Pak­istan mark re­turn of in­ter­na­tional cricket by beat­ing Sri Lanka

Stabroek News - - STABROEK SPORT -

LA­HORE, Pak­istan, (Reuters) - Pak­istan marked the re­turn of in­ter­na­tional cricket to the coun­try with a rip-roaring 36-run Twenty20 vic­tory over Sri Lanka in front of a packed sta­dium in the eastern city of La­hore yes­ter­day.

Pow­ered by a light­ning 51 off 24 balls by Shoaib Ma­lik and a bowl­ing at­tack led by pace­man Mo­ham­m­mad Amir, the hosts made sure the fans would en­joy a night to re­mem­ber as Pak­istan fi­nally hosted an in­ter­na­tional cricket fix­ture on home soil af­ter be­ing shunned by for­eign teams for eight years due to se­cu­rity risks.

Pak­istan’s iso­la­tion be­gan when a 2009 mil­i­tant at­tack on the Sri Lankan team’s bus in La­hore left six se­cu­rity per­son­nel and two civil­ians dead while six play­ers were in­jured.

Since then, Pak­istan have been forced to play des­ig­nated ‘home’ matches pri­mar­ily in the United Arab Emi­rates.

“I’d like to thank the Sri Lankan team... this is some­thing we have missed for many years,” Ma­lik said af­ter pick­ing up the man-of-the-match award.

“Thanks for invit­ing us, we re­ally love you guys,” said Sri Lanka cap­tain This­ara Per­era, whose side were beaten 3-0 in the series with the first two matches hav­ing taken place in Abu Dhabi.

Af­ter Sun­day’s game, ju­bi­lant Pak­istani fans ex­it­ing the sta­dium danced and played drums on the streets of La­hore.

“I can­not for­get that hor­ri­ble day when the Sri Lankan team was at­tacked,” said cricket en­thu­si­ast Altaf Akram.

“They have taken a big step. All Pak­ista­nis wel­come the Sri Lankans ... who are (now) he­roes of Pak­istan.”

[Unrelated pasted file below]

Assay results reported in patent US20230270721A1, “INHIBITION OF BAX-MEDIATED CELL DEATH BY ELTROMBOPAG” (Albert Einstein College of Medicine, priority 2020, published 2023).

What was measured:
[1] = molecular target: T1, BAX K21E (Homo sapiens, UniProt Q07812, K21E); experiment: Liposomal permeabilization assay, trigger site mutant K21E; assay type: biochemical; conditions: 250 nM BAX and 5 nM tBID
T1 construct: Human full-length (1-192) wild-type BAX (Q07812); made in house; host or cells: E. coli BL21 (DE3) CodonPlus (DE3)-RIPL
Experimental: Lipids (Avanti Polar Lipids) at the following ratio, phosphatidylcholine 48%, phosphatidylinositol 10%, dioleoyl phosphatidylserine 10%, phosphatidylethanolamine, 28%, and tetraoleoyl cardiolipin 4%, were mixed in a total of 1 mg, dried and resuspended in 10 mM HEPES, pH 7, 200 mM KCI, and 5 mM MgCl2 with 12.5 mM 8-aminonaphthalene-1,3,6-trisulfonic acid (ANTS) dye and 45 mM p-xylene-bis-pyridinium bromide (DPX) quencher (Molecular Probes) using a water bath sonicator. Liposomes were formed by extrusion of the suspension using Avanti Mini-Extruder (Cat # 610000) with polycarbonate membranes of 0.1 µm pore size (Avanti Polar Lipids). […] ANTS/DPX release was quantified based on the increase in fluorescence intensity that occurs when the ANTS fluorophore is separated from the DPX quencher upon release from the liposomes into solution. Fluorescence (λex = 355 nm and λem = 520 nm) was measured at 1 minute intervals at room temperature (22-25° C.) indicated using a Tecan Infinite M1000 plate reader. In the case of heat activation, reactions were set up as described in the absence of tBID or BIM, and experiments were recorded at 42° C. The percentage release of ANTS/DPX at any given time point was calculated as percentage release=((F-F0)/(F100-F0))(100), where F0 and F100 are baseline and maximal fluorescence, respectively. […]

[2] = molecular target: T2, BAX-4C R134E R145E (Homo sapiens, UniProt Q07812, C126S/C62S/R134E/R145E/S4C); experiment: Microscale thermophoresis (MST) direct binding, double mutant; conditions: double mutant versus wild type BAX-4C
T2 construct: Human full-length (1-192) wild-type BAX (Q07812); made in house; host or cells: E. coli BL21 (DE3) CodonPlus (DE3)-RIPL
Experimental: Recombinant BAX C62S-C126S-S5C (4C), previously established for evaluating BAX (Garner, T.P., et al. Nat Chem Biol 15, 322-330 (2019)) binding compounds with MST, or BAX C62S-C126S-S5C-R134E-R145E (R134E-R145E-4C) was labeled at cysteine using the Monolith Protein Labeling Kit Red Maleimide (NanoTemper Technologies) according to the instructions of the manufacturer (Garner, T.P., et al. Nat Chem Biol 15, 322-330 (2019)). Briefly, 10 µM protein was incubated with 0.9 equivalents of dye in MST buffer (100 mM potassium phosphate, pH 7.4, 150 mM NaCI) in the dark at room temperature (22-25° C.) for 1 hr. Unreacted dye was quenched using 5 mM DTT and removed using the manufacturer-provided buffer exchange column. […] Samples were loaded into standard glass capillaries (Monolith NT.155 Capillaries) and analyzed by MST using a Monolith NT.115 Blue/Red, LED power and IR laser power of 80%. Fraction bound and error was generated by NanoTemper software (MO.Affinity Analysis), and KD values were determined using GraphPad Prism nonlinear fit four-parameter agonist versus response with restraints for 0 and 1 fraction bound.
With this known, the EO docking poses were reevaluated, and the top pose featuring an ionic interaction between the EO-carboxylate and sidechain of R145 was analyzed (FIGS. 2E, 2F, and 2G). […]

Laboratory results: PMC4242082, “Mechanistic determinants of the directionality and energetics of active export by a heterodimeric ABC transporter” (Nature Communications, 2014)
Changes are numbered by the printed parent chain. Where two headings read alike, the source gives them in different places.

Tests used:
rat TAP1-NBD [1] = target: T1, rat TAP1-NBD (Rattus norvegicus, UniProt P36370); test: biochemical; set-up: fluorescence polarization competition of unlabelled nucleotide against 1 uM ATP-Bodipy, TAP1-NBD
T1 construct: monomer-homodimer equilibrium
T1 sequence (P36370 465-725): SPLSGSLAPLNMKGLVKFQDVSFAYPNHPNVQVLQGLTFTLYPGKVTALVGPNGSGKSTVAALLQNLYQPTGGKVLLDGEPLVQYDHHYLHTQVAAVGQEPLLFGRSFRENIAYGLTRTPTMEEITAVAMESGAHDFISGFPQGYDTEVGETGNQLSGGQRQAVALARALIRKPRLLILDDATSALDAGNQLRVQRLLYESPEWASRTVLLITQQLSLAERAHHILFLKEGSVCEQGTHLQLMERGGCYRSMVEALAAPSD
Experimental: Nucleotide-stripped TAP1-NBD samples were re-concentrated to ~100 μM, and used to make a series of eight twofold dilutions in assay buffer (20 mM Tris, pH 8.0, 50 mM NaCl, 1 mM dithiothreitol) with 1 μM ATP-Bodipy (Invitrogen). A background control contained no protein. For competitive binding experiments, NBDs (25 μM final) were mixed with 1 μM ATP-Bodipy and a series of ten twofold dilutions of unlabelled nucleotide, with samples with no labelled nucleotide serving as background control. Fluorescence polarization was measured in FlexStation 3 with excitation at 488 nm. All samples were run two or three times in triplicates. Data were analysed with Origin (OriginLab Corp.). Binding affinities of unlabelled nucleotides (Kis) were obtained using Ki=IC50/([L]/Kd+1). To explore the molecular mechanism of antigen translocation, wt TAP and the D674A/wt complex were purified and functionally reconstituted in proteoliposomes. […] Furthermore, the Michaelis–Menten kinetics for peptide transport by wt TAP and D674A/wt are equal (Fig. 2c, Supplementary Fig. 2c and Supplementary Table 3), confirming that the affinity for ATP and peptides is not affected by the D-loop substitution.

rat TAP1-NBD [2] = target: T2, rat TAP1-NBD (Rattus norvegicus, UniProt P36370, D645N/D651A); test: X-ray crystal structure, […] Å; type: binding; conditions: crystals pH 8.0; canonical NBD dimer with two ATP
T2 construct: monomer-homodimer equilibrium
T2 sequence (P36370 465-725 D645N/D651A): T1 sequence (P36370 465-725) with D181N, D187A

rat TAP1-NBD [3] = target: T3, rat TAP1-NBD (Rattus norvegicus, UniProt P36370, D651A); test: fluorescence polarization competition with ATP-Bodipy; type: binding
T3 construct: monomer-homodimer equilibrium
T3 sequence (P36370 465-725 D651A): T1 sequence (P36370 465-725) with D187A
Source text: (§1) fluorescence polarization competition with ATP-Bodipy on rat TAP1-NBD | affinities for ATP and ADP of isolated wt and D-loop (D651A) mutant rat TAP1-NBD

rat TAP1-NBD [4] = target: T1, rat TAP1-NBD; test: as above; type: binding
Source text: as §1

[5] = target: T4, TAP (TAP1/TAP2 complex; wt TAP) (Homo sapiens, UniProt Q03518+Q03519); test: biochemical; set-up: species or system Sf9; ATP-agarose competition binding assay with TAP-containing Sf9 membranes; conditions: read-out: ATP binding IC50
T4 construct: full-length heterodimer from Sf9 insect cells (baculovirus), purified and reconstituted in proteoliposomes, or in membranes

Se­cu­rity for yes­ter­day’s match com­prised 16,000 police of­fi­cials and over 250 surveil­lance ve­hi­cles de­ployed around La­hore’s Gaddafi Sta­dium, a police of­fi­cial said.

“Police have taken un­prece­dented se­cu­rity mea­sures for (the) match,” Deputy In­spec­tor Gen­eral Haider Ashraf told Reuters, adding that aerial surveil­lance and CCTV cam­eras were also be­ing utilised.

“Police snipers have been de­ployed at all high build­ings around Gaddafi Sta­dium,” he added.

Pak­istan of­fi­cials hope Sun­day’s match will en­cour­age other coun­tries to send their teams by next year.

West Indies have al­ready com­mit­ted to a tour although the dates have yet to be fi­nalised, cricket board chair­man Na­jam Sethi told Reuters.

Plans to bring cricket to other Pak­istani cities are also un­der­way with four do­mes­tic T20 fix­tures from the Pak­istan Su­per League (PSL) com­pe­ti­tion planned in south­ern me­trop­o­lis Karachi.

“We want to hold two dou­ble head­ers in Karachi mid­way through the PSL and then have the fi­nal in La­hore,” he said.

“Sri Lanka, West Indies, PSL, the next slot which is open to Pak­istan and any other coun­try, there will be cricket here, I guar­an­tee you that.”

The Pak­istan cricket team cel­e­brates af­ter their rip-roaring 36-run T20 vic­tory over Sri Lanka yes­ter­day in La­hore.

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